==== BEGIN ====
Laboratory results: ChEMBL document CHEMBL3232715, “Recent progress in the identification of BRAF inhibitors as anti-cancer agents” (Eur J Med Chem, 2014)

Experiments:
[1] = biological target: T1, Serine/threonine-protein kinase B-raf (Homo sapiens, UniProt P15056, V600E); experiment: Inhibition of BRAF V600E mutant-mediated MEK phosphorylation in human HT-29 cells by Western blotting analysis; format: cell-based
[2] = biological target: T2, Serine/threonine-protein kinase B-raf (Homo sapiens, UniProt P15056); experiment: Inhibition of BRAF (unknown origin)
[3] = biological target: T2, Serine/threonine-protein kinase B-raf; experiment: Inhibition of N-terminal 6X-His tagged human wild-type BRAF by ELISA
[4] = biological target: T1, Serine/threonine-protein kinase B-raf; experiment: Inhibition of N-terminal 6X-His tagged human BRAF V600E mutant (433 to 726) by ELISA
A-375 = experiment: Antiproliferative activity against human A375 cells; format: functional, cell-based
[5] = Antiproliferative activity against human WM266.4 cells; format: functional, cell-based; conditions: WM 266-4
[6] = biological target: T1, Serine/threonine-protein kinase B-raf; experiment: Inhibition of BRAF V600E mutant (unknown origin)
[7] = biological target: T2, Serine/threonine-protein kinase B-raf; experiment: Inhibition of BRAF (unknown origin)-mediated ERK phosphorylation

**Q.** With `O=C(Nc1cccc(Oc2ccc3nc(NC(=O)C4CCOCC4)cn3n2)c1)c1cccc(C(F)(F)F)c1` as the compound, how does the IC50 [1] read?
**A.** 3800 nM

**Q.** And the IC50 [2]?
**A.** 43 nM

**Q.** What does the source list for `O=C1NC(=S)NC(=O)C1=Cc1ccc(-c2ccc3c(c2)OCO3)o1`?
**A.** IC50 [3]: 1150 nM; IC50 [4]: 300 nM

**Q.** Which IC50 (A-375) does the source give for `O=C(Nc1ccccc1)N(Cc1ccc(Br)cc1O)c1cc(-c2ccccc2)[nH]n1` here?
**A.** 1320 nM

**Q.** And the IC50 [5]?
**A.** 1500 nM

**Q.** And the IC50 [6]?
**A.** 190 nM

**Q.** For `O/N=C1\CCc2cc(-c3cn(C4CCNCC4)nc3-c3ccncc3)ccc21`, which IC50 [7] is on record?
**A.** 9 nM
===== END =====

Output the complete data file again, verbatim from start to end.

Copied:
Laboratory results: ChEMBL document CHEMBL3232715, “Recent progress in the identification of BRAF inhibitors as anti-cancer agents” (Eur J Med Chem, 2014)

Experiments:
[1] = biological target: T1, Serine/threonine-protein kinase B-raf (Homo sapiens, UniProt P15056, V600E); experiment: Inhibition of BRAF V600E mutant-mediated MEK phosphorylation in human HT-29 cells by Western blotting analysis; format: cell-based
[2] = biological target: T2, Serine/threonine-protein kinase B-raf (Homo sapiens, UniProt P15056); experiment: Inhibition of BRAF (unknown origin)
[3] = biological target: T2, Serine/threonine-protein kinase B-raf; experiment: Inhibition of N-terminal 6X-His tagged human wild-type BRAF by ELISA
[4] = biological target: T1, Serine/threonine-protein kinase B-raf; experiment: Inhibition of N-terminal 6X-His tagged human BRAF V600E mutant (433 to 726) by ELISA
A-375 = experiment: Antiproliferative activity against human A375 cells; format: functional, cell-based
[5] = Antiproliferative activity against human WM266.4 cells; format: functional, cell-based; conditions: WM 266-4
[6] = biological target: T1, Serine/threonine-protein kinase B-raf; experiment: Inhibition of BRAF V600E mutant (unknown origin)
[7] = biological target: T2, Serine/threonine-protein kinase B-raf; experiment: Inhibition of BRAF (unknown origin)-mediated ERK phosphorylation

**Q.** With `O=C(Nc1cccc(Oc2ccc3nc(NC(=O)C4CCOCC4)cn3n2)c1)c1cccc(C(F)(F)F)c1` as the compound, how does the IC50 [1] read?
**A.** 3800 nM

**Q.** And the IC50 [2]?
**A.** 43 nM

**Q.** What does the source list for `O=C1NC(=S)NC(=O)C1=Cc1ccc(-c2ccc3c(c2)OCO3)o1`?
**A.** IC50 [3]: 1150 nM; IC50 [4]: 300 nM

**Q.** Which IC50 (A-375) does the source give for `O=C(Nc1ccccc1)N(Cc1ccc(Br)cc1O)c1cc(-c2ccccc2)[nH]n1` here?
**A.** 1320 nM

**Q.** And the IC50 [5]?
**A.** 1500 nM

**Q.** And the IC50 [6]?
**A.** 190 nM

**Q.** For `O/N=C1\CCc2cc(-c3cn(C4CCNCC4)nc3-c3ccncc3)ccc21`, which IC50 [7] is on record?
**A.** 9 nM